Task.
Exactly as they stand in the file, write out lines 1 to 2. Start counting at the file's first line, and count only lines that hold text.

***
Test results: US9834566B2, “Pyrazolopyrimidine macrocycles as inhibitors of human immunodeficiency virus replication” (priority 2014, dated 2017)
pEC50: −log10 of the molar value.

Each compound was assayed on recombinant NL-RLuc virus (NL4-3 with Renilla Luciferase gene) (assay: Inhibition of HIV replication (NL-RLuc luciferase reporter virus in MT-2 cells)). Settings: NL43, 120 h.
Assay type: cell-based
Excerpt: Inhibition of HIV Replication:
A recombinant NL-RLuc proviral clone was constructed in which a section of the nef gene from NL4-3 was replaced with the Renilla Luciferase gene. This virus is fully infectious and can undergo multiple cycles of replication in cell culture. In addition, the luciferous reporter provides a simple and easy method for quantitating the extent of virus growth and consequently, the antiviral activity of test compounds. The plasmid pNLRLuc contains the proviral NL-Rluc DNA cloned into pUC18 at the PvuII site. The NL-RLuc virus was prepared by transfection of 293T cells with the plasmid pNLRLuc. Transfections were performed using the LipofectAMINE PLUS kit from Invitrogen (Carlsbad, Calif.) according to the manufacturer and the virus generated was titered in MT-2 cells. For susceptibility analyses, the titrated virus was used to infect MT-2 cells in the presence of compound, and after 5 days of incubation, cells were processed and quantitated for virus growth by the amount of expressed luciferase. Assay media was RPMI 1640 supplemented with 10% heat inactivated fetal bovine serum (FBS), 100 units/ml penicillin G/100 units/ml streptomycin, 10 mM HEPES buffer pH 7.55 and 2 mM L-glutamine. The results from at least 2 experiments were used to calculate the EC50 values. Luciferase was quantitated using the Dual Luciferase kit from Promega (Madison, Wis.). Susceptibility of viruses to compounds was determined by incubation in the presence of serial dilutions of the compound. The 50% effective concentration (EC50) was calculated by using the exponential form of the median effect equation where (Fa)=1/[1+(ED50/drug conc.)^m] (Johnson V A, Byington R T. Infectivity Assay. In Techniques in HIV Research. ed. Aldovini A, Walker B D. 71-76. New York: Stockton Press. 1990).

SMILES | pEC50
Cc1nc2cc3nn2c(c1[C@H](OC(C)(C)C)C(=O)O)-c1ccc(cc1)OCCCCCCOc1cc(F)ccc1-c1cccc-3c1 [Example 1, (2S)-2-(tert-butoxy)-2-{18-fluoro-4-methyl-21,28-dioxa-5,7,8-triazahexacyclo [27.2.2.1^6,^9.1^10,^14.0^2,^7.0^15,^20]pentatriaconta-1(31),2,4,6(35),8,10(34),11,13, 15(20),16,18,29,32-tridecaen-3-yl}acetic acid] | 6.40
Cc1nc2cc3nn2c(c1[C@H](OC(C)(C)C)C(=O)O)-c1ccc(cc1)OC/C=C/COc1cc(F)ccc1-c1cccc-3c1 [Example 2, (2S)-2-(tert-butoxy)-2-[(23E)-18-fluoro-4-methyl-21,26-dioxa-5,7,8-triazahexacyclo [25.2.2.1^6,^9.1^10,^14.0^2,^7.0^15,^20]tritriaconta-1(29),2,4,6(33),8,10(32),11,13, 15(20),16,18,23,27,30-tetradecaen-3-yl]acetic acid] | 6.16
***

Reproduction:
Test results: US9834566B2, “Pyrazolopyrimidine macrocycles as inhibitors of human immunodeficiency virus replication” (priority 2014, dated 2017)
pEC50: −log10 of the molar value.